With our new funds, I sought to hire a full-time executive director who could bring continuity and, with professional administrative skills, ease the impossible burdens on our volunteers. Out of a wide array of talented applicants, we selected Kathy Shea, an attorney and administrator with a proven track record of transforming small nonprofit groups operating under the public radar into prominent enterprises accessible to city-wide audiences. Through her skills in executive strategy, public relations, marketing, and fundraising, she has already helped to do the same for us. We reestablished and renegotiated our relationship with AIA NY. We celebrated the holidays last year with the Van Alen Institute, and co-sponsored a Sandy-recovery speaker series with the Museum of the City of New York. We are continuing to expand our collaborations with other organizations, including the Municipal Art Society and The Cultural Landscape Foundation and will do even more going forward.

With Kathy here full-time, and the continued work of the programming committee under Nette’s direction, we have vastly expanded and improved our own programming. Better and larger events are attracting a larger number of sponsors, as well as talented collaborators in architecture, planning, and engineering. Our new funds also allowed us to create a new dynamic and communicative graphic identity that will aid us in all our efforts. Again, the design gurus at C&G Partners were an invaluable resource, dreaming up fresh, new logo and website designs. The new designs have already given our weekly newsletter, which Jennifer Nitzky has so thoughtfully and tirelessly assembled, a snappy look to match her great work. These visual elements make it palpable that landscape architects are green; we’re urban; we’re leaders and collaborators; and therefore we’re uniquely positioned to lead multidisciplinary teams–for example, those addressing pressing issues of climate change.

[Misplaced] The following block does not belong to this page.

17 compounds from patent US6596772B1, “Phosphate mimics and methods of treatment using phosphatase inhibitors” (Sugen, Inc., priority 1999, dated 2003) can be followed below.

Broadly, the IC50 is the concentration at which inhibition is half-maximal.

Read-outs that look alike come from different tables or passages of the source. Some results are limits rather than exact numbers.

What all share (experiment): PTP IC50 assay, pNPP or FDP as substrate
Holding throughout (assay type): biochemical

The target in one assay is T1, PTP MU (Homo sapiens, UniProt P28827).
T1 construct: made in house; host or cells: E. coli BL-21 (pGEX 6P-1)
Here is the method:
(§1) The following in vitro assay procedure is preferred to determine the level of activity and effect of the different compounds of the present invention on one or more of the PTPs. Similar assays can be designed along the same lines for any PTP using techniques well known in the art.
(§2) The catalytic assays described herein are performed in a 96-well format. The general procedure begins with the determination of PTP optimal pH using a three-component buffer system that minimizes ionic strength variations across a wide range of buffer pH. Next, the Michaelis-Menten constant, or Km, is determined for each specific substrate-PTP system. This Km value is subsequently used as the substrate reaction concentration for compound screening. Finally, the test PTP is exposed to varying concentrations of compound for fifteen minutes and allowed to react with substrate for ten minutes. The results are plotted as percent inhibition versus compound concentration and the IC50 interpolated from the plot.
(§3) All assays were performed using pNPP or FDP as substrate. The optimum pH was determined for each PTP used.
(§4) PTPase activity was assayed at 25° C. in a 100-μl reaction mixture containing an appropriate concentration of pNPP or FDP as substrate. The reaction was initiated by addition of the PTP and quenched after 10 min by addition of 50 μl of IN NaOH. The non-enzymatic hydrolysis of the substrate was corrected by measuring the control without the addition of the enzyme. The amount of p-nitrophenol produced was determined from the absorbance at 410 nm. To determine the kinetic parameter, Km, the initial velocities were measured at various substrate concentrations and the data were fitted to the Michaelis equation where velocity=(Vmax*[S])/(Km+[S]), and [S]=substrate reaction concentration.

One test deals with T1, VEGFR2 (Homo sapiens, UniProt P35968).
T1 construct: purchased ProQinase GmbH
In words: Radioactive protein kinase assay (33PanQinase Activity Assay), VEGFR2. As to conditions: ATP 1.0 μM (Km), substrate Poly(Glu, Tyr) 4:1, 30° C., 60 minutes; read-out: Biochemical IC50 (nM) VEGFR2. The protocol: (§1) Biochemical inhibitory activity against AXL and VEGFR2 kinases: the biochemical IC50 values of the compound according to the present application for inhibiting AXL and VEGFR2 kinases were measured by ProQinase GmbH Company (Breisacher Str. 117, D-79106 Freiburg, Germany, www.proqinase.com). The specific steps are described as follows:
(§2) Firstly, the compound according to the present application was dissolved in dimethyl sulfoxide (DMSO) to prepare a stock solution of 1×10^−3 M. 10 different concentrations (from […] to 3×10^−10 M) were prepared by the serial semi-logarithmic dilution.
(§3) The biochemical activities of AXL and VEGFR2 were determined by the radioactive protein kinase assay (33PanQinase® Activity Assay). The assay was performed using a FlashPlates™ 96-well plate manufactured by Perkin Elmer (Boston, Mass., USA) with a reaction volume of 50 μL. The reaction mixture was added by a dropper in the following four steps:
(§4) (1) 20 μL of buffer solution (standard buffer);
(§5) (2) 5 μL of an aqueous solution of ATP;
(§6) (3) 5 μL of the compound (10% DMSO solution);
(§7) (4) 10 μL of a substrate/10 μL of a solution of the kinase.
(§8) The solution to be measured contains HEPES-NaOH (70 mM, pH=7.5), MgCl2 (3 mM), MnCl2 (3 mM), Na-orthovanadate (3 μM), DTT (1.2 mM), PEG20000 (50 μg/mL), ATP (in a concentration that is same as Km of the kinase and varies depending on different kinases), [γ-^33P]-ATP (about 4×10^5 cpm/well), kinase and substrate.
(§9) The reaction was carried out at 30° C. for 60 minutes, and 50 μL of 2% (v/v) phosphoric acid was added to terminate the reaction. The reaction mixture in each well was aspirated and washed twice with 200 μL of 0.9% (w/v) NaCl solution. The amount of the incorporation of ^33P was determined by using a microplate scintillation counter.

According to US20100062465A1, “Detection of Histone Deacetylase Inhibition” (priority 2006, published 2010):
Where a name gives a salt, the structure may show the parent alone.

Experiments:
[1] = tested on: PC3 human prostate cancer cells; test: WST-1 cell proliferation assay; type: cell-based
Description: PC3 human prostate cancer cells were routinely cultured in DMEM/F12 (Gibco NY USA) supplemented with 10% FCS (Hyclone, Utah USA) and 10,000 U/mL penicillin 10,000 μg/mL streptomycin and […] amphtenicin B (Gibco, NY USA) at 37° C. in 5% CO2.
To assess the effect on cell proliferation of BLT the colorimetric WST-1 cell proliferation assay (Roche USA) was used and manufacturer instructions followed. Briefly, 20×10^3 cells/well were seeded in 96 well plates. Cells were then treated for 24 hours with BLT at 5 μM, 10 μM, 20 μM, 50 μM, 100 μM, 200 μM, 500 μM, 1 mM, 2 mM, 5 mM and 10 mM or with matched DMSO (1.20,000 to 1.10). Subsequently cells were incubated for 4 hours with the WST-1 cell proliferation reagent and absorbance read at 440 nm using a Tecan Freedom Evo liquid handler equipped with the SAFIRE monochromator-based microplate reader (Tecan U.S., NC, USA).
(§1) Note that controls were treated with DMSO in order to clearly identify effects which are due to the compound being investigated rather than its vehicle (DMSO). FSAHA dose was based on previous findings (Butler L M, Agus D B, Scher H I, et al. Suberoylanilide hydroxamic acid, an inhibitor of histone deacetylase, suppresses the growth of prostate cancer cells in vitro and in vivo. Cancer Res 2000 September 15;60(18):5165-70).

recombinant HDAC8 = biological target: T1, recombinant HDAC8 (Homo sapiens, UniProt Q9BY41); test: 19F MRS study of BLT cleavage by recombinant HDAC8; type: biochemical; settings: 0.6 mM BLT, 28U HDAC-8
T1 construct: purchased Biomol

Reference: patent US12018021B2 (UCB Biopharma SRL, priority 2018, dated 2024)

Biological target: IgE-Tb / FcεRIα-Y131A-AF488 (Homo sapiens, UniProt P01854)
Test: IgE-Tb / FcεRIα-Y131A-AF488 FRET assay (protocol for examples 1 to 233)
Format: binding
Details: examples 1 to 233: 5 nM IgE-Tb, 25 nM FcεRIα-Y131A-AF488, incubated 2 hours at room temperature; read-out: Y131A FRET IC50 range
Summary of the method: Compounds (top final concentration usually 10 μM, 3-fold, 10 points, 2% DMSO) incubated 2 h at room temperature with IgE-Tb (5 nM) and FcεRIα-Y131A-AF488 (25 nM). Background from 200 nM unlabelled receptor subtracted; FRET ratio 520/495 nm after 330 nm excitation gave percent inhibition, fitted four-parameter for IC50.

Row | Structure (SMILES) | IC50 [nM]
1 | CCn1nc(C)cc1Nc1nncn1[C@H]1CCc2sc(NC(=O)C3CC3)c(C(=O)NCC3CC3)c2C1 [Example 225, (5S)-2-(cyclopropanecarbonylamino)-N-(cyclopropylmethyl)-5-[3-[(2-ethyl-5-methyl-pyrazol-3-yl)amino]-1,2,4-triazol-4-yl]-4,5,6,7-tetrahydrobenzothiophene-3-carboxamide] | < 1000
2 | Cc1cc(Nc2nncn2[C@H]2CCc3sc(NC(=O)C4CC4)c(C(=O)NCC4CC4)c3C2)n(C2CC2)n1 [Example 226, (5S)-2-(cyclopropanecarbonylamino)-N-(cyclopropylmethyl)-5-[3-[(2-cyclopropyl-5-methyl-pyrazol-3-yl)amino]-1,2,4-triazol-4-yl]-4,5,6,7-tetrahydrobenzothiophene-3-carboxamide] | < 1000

To foster the public’s deeper engagement with our work, we are also creating a new Open Spaces app that provides information on some of the city’s parks, plazas, and greenways from the designer’s point of view. More such services are in the works, so stay tuned.

I have tried to address the challenges facing the ASLA and our profession in a way that will create a basis for continued expansion and positive change. As my tenure comes to an end, I would like to express the hope that my efforts will help generate a lasting awareness of the benefit landscape architecture brings to our city, and that it will help give our profession momentum that will continue into the next mayoral administration and beyond.

Thank you all for entrusting me with these decisions. I would like to extend my gratitude to my predecessor, Denisha Williams, for her patience in helping me get up to speed, to our board members for their unending dedication, to President-elect Nette Compton for organizing all of our programs, to Jennifer Nitzky for tirelessly drafting our newsletter every week, to Marcha Johnson for her advocacy work, to Adrian Smith for his role in negotiating with the DOB, and to all who participated in the director selection and graphic design committees.

I will remain heavily involved in the ASLA-NY and wish it every success moving forward.

Laura Starr
Outgoing President of the ASLA-NY
Partner, Starr Whitehouse Landscape Architects and Planners, PLLC